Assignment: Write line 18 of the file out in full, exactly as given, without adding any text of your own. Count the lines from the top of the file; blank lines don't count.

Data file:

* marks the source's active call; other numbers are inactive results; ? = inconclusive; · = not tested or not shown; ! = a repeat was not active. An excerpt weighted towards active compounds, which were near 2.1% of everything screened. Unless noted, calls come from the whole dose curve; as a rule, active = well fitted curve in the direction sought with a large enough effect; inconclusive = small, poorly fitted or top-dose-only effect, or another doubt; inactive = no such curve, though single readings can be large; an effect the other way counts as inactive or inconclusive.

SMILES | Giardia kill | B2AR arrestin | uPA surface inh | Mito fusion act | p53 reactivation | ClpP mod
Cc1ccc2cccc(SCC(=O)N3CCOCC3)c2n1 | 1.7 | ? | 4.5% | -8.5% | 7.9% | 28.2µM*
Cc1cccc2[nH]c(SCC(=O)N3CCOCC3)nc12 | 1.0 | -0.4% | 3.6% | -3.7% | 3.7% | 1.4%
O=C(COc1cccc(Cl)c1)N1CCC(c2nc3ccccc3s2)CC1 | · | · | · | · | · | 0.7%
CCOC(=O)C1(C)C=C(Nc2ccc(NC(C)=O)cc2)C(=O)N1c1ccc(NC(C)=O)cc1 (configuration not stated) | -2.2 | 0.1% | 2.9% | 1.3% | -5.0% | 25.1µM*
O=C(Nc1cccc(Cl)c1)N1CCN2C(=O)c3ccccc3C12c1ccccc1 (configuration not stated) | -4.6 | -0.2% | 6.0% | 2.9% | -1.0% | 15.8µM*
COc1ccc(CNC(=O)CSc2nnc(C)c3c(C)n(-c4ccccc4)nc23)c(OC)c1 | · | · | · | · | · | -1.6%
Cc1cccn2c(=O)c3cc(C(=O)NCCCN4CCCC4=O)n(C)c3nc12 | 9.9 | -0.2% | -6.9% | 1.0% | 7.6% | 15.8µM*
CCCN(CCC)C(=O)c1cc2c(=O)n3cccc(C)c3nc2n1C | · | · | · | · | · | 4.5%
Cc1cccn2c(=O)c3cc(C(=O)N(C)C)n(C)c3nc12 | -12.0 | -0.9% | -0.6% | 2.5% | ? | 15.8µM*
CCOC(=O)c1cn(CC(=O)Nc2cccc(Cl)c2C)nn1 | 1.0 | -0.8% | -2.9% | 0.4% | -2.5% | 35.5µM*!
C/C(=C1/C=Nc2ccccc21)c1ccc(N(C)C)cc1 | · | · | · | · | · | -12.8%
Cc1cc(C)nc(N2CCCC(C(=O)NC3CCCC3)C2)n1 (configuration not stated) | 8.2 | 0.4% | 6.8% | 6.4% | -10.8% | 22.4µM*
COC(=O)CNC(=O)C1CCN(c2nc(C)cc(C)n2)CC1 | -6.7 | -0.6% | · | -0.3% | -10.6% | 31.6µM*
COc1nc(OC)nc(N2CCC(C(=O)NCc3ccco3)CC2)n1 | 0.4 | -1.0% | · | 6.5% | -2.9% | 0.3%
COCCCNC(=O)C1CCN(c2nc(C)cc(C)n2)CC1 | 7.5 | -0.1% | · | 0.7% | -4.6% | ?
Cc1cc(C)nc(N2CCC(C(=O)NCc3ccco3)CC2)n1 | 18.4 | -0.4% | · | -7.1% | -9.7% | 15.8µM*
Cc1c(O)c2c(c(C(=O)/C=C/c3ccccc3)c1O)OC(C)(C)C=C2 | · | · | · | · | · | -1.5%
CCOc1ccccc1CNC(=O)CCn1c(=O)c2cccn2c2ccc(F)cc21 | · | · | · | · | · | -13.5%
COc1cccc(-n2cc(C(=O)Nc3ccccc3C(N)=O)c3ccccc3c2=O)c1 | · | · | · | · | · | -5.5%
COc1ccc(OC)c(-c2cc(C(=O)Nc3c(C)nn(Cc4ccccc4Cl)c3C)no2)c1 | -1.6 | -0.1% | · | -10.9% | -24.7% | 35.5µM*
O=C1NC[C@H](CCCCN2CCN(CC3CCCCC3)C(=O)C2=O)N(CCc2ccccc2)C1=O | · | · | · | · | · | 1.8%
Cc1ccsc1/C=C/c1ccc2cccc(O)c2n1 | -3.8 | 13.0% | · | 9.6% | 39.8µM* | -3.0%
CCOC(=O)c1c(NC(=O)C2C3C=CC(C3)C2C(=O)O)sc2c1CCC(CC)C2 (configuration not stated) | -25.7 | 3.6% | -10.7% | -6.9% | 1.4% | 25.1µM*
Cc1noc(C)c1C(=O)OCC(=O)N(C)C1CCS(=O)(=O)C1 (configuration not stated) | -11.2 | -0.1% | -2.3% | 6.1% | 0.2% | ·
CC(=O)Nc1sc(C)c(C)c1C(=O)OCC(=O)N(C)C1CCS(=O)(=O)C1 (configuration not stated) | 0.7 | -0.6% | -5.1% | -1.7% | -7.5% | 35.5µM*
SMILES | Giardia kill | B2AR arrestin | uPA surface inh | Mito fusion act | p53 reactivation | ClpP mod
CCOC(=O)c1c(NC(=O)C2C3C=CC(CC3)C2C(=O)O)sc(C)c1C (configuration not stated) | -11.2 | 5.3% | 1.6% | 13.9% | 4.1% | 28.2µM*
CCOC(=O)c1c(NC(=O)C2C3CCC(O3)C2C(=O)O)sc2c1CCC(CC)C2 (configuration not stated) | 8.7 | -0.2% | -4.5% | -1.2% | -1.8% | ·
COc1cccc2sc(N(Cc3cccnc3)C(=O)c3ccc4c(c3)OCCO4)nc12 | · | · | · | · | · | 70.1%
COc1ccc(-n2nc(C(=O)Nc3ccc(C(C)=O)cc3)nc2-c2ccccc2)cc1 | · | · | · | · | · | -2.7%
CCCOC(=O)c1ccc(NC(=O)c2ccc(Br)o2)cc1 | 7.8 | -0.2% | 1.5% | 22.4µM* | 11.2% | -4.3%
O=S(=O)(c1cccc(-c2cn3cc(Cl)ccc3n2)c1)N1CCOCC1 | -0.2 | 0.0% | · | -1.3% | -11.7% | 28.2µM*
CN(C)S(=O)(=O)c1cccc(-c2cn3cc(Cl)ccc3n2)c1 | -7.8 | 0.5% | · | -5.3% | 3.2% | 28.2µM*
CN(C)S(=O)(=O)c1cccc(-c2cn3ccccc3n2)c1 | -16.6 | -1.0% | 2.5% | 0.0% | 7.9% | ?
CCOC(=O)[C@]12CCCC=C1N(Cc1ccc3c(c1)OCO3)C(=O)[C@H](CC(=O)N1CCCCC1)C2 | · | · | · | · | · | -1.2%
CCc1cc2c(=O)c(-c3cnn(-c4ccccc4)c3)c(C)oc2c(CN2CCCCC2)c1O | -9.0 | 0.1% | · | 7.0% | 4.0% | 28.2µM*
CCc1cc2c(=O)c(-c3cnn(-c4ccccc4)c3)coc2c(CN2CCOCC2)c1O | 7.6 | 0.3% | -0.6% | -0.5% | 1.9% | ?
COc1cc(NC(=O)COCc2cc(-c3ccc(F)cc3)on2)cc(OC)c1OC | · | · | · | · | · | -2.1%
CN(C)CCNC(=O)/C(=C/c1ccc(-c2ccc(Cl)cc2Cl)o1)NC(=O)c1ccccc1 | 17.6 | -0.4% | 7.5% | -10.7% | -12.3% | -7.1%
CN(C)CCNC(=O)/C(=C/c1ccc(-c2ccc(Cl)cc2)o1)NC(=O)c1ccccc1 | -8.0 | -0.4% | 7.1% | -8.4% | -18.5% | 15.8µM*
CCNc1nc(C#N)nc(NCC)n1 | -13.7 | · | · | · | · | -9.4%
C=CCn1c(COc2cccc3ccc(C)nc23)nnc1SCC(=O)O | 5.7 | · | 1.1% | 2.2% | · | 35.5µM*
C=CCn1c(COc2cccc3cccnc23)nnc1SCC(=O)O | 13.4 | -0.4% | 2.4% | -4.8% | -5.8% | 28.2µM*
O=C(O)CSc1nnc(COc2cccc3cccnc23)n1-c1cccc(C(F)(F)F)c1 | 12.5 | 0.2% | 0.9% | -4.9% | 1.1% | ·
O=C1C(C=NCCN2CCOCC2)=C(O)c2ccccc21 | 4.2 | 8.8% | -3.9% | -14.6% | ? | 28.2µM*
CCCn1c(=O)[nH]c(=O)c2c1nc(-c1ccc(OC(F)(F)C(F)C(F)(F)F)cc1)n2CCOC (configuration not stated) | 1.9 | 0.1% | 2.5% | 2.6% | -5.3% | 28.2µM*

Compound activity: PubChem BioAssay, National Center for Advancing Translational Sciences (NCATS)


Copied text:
Cc1cc(C)nc(N2CCC(C(=O)NCc3ccco3)CC2)n1 | 18.4 | -0.4% | · | -7.1% | -9.7% | 15.8µM*